The record confirms that the disputed domain name has been used to display the following content:
- The company name AAA life insurance company, an entity described as an “Insurance Company in Heathrow”
- Travel, home, auto, and life insurance policies promoted using Complainant’s AAA word and composite design marks and Complainant’s AAA LIFE INSURANCE COMPANY mark as registered with the USPTO
- A photo of the exterior of Complainant’s headquarters located in Heathrow, Florida, a building that prominently displays Complainant’s AAA composite design mark on its façade
- Complainant’s physical address.
Complainant’s representative sent notice letters to addresses identified in WhoIs records on November 22, 2019 and December 9 and 18, 2019 expressing its concern about the composition and content of the disputed domain name and the potential for consumer confusion and diversion of Web traffic.
5. Parties’ Contentions
Complainant has provided examples of UDRP decisions and United States case law that have acknowledged that its AAA trademarks are “valuable and famous in the United States and abroad” including Am. Auto. Ass’n, Inc. v. Spins Unlimited, WIPO Case No. D2013-1827 (December 19, 2013) which held that the AAA trademark “is well-known by the public” in view of its use in commerce since 1902 in a finding for Complainant concerning the <aaatravelersguide.com> domain name. The Complaint emphasizes that Complainant has offered its products and services to more than 50 million members in the United States and Canada, and that these offerings have included life insurance products.
Complainant alleges that the disputed domain name is confusingly similar to its AAA and AAA LIFE INSURANCE COMPANY trademarks because incorporates its well-known AAA trademark and is nearly identical to its AAA LIFE INSURANCE COMPANY trademark. Complainant dismisses Respondent’s use of the term “best” in the disputed domain name as a generic term that does not add distinction, and notes that its use of the terms “life” and “insurance” increase the likelihood of consumer confusion due to their use by Complainant in its AAA LIFE INSURANCE COMPANY trademark and the well-known status of Complainant’s AAA trademarks as used for Complainant’s insurance services. The complaint observes that the composition of the disputed domain name is likely to (i) misdirect Internet traffic destined for Complainant’s <aaa.com> domain name; and (ii) mislead Internet users to think that there is an affiliation between Complainant and Respondent.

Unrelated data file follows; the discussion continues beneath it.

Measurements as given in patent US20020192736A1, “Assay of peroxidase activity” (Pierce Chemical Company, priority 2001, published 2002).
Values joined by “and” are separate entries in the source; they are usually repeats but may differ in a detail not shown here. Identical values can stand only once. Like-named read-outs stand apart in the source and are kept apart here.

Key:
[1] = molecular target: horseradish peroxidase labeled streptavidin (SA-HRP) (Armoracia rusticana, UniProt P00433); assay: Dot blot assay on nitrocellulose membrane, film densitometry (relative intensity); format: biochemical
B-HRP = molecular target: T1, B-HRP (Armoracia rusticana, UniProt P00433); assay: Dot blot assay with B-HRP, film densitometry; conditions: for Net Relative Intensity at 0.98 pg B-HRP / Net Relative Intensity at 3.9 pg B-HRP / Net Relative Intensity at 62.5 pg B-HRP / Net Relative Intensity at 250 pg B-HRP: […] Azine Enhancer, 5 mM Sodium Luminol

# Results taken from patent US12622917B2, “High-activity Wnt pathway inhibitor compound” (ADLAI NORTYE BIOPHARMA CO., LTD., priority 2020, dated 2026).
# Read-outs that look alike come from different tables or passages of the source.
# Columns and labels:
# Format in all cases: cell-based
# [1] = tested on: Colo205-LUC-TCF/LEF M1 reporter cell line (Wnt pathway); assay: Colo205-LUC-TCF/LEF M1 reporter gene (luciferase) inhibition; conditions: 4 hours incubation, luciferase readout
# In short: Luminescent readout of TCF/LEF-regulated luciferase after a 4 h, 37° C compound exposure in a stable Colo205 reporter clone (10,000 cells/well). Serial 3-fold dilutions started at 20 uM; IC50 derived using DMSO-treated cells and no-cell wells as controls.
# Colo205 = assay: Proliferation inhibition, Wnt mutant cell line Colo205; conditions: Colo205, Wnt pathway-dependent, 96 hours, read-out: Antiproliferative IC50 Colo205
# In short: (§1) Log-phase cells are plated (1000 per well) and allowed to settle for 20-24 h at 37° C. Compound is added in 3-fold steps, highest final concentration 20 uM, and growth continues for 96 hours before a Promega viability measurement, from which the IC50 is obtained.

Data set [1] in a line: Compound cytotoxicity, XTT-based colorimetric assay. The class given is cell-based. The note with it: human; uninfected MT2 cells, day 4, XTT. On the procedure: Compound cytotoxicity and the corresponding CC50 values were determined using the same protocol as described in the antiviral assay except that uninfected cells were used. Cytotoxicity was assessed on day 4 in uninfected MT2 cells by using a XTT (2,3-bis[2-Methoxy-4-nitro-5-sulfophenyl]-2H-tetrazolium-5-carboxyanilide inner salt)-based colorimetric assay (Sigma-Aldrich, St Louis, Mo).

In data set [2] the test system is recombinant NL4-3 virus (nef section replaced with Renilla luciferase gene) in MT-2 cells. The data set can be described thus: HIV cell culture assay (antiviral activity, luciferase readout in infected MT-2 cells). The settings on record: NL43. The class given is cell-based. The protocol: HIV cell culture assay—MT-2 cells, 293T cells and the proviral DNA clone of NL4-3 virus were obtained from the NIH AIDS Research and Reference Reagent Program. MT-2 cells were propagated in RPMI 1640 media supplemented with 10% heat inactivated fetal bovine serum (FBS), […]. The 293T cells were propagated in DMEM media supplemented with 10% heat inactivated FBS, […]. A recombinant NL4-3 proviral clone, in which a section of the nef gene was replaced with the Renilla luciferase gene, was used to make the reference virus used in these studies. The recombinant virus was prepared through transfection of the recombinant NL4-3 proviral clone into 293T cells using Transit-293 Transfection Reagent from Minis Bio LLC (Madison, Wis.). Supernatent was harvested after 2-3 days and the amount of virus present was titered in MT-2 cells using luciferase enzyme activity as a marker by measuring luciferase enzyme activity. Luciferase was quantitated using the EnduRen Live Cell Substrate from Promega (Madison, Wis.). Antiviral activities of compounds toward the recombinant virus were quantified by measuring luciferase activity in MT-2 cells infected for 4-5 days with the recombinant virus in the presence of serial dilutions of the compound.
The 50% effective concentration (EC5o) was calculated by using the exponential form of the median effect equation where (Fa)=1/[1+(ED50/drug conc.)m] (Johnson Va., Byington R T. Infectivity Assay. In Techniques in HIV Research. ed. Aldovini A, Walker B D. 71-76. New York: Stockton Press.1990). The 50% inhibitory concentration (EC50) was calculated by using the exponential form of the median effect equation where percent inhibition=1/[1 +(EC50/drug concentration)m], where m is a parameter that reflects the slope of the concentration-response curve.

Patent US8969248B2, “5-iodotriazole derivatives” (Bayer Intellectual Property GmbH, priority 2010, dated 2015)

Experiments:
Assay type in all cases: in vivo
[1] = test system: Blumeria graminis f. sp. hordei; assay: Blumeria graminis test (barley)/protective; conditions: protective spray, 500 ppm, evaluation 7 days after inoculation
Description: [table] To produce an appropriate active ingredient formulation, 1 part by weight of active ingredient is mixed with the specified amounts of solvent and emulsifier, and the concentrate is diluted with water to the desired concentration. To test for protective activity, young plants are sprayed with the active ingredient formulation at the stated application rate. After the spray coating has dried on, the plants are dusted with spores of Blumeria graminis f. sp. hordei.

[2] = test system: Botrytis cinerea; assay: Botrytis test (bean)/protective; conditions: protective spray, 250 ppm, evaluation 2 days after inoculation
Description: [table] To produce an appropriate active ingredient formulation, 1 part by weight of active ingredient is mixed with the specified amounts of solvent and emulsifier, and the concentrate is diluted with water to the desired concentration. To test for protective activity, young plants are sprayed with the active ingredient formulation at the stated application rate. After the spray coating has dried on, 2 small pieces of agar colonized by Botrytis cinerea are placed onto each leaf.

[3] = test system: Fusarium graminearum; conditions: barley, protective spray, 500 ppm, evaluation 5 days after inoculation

The Complaint maintains that Respondent has not been authorized to use its AAA trademarks, that Respondent is not commonly known by the domain name, and that Respondent is not connected to or affiliated with Complainant in any manner. In addition, Complainant notes that Respondent has been using the domain name to promote life insurance services and falsely claim that those services are the same services that are provided by Complainant under its AAA trademarks.
The Complaint alleges that the disputed domain name was registered in bad faith because it is confusingly similar to Complainant’s AAA trademarks and is therefore designed to divert Internet users who may be seeking Complainant’s services. The Complaint further alleges that the disputed domain name has been used in bad faith because its content falsely suggests that it is an authorized resource for Complainant’s products. Complainant proposes that there are further indications of bad faith based upon Respondent’s adoption of a domain name that incorporates Complainant’s well-known AAA trademark and Respondent’s continued use of the domain name despite Complainant’s notice letters that outlined its trademark rights and potential for consumer confusion and/or misdirection of Internet traffic that could likely result from Respondent’s activities.
Respondent did not reply to Complainant’s contentions.
6. Discussion and Findings
The Panel has reviewed the record and finds that the Policy requirements have been satisfied as follows.
A. Identical or Confusingly Similar
Complainant has demonstrated ownership of its AAA trademarks in word and composite design forms and its AAA LIFE INSURANCE COMPANY trademark. Complainant’s rights in its AAA marks can be traced to 1902, and it has owned registrations for its AAA mark and its AAA LIFE INSURANCE COMPANY mark since 1968 and 1978, respectively. The Panel notes that Complainant’s trademark rights precede the adoption of the disputed domain name in October of 2019.